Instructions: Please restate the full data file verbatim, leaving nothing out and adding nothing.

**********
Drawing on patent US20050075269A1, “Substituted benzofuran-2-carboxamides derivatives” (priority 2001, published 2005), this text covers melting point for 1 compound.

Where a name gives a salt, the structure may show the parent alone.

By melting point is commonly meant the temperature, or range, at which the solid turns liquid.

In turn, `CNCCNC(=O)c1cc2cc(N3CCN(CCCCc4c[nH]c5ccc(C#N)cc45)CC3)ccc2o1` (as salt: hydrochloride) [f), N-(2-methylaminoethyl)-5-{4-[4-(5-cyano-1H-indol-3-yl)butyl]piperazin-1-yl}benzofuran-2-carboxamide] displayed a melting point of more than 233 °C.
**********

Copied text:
Drawing on patent US20050075269A1, “Substituted benzofuran-2-carboxamides derivatives” (priority 2001, published 2005), this text covers melting point for 1 compound.

Where a name gives a salt, the structure may show the parent alone.

By melting point is commonly meant the temperature, or range, at which the solid turns liquid.

In turn, `CNCCNC(=O)c1cc2cc(N3CCN(CCCCc4c[nH]c5ccc(C#N)cc45)CC3)ccc2o1` (as salt: hydrochloride) [f), N-(2-methylaminoethyl)-5-{4-[4-(5-cyano-1H-indol-3-yl)butyl]piperazin-1-yl}benzofuran-2-carboxamide] displayed a melting point of more than 233 °C.